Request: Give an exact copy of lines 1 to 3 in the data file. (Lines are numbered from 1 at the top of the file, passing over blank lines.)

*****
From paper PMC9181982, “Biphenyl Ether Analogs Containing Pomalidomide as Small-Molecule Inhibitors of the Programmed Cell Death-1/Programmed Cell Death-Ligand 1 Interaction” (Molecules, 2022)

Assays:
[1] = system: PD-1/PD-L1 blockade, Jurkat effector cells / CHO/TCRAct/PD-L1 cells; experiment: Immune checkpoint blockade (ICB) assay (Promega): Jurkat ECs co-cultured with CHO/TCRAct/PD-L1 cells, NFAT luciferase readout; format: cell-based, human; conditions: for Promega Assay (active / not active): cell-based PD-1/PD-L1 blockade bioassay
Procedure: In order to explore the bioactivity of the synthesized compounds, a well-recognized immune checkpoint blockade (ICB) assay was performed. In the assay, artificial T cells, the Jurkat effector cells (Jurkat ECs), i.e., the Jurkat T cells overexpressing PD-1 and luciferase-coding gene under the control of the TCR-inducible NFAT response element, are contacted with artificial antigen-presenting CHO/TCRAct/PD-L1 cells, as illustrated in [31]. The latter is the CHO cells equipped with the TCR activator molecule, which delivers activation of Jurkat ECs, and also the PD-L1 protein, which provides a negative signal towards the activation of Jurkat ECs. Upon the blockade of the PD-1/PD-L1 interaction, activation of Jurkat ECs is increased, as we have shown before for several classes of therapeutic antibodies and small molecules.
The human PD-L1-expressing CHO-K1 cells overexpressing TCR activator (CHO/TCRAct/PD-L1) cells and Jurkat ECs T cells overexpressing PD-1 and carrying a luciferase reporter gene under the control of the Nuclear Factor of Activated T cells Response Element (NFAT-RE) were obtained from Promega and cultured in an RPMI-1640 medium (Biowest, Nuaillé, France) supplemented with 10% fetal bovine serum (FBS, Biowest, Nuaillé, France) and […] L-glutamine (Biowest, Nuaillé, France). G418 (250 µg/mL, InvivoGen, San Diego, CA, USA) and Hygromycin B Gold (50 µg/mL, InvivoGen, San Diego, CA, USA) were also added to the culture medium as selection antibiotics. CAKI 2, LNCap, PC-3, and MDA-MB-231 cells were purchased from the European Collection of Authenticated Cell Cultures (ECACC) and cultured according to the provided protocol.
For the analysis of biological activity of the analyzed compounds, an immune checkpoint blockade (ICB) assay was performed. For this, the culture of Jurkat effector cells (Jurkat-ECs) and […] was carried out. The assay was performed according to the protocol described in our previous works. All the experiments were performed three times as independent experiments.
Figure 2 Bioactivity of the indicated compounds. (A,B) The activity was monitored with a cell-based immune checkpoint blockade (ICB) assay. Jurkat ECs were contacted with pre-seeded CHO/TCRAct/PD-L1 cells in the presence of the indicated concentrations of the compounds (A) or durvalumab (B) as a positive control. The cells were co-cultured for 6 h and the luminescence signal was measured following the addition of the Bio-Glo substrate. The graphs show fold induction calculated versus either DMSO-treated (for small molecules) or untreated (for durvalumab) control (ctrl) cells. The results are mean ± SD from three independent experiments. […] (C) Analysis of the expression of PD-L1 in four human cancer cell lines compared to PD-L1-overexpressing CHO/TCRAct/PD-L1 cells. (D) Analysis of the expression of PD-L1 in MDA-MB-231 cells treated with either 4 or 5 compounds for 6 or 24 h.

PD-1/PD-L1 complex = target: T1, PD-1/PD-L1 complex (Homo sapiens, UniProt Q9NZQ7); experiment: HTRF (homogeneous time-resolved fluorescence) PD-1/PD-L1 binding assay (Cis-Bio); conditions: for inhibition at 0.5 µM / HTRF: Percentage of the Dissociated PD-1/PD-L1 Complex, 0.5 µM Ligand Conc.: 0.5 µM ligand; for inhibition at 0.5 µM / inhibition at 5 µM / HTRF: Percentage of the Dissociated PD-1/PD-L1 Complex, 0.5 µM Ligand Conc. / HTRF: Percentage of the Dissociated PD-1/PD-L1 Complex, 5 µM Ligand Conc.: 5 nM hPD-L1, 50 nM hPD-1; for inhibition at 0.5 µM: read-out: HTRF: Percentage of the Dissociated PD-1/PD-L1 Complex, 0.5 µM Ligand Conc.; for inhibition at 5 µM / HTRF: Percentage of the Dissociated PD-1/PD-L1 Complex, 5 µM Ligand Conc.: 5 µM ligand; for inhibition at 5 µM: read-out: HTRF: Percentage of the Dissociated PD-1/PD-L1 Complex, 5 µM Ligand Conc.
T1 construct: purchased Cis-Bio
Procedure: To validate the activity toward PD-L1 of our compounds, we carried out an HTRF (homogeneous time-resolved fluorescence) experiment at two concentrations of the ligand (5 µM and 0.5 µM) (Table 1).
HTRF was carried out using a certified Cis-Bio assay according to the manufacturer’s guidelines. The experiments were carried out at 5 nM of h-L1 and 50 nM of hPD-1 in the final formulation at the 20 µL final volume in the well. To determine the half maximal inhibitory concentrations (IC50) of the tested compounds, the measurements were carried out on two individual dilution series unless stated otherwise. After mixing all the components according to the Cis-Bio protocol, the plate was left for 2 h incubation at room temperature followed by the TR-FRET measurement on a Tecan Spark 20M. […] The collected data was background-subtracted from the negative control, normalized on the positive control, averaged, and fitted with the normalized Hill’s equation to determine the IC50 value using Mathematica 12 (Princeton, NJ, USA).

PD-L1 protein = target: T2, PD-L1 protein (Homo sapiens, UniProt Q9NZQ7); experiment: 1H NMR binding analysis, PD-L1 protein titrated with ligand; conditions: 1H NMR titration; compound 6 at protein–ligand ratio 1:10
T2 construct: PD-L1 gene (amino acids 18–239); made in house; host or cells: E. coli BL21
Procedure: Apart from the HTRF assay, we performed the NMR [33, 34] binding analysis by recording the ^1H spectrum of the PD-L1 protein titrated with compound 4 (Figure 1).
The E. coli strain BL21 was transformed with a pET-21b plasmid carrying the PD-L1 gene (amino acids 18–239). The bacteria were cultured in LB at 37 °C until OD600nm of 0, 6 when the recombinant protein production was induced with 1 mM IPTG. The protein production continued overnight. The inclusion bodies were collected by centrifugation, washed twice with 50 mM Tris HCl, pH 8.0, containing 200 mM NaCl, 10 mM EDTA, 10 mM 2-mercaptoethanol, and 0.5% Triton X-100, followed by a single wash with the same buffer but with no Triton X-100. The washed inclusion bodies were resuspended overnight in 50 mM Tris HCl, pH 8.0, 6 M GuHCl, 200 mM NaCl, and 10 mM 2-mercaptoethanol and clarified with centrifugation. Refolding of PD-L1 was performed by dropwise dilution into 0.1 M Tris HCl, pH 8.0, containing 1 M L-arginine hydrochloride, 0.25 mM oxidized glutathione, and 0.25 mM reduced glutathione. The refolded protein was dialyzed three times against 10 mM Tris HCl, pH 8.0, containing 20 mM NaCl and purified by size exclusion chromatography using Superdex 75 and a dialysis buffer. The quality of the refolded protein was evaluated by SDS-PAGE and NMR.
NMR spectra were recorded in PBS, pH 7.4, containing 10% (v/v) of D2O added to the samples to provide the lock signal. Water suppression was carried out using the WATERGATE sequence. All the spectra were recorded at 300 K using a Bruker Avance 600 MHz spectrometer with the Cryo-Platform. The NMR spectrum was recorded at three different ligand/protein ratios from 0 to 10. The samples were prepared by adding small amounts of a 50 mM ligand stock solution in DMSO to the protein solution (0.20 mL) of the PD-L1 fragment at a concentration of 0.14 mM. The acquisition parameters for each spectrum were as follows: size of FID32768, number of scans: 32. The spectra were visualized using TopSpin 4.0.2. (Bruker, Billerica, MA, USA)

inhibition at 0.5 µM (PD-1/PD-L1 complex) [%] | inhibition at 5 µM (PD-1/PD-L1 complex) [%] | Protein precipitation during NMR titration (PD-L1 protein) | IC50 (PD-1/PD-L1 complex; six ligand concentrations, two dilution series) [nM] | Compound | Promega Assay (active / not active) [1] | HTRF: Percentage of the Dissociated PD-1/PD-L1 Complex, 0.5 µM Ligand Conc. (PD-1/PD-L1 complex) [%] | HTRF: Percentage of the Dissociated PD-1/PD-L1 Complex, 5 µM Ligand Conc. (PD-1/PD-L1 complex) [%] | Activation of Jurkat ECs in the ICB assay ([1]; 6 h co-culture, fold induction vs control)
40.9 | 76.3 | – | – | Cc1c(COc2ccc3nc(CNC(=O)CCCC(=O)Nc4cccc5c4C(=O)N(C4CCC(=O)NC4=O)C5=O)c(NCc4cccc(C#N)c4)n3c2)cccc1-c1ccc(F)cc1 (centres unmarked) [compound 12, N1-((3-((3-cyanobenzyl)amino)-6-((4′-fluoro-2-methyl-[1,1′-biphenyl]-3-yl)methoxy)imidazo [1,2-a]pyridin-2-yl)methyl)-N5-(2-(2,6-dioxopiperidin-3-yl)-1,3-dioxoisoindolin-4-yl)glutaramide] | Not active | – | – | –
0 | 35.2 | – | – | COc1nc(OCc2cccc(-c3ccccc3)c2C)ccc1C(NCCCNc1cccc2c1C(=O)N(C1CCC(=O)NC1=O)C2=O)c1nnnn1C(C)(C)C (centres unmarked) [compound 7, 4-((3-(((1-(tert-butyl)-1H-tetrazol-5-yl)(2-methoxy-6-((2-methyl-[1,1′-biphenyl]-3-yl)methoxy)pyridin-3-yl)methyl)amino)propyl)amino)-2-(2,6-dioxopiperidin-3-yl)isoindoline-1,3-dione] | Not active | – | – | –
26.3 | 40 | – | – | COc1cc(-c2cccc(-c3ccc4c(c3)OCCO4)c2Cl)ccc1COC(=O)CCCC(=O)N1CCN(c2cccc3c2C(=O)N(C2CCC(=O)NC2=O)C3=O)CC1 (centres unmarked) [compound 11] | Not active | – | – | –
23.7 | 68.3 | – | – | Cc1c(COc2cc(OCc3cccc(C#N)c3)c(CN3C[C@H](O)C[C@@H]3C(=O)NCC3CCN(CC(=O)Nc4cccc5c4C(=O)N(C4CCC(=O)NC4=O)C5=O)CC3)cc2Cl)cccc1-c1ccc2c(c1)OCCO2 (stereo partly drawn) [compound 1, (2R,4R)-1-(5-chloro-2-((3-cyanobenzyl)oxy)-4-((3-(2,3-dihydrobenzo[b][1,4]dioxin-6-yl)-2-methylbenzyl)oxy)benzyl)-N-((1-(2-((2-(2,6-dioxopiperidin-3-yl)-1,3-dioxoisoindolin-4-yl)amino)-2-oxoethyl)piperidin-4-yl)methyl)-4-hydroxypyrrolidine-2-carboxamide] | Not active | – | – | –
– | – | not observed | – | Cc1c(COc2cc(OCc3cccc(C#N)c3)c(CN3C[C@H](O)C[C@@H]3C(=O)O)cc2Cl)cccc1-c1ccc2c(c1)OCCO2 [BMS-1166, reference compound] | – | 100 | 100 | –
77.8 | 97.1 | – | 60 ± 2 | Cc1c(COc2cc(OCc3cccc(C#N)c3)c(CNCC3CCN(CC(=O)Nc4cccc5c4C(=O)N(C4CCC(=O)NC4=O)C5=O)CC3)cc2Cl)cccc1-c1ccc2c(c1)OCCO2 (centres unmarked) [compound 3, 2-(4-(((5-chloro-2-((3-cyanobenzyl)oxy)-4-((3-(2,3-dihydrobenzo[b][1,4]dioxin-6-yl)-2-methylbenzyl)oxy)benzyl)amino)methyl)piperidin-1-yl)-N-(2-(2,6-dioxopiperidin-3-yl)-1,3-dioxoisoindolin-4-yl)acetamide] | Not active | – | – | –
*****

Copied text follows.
From paper PMC9181982, “Biphenyl Ether Analogs Containing Pomalidomide as Small-Molecule Inhibitors of the Programmed Cell Death-1/Programmed Cell Death-Ligand 1 Interaction” (Molecules, 2022)

Assays:
[1] = system: PD-1/PD-L1 blockade, Jurkat effector cells / CHO/TCRAct/PD-L1 cells; experiment: Immune checkpoint blockade (ICB) assay (Promega): Jurkat ECs co-cultured with CHO/TCRAct/PD-L1 cells, NFAT luciferase readout; format: cell-based, human; conditions: for Promega Assay (active / not active): cell-based PD-1/PD-L1 blockade bioassay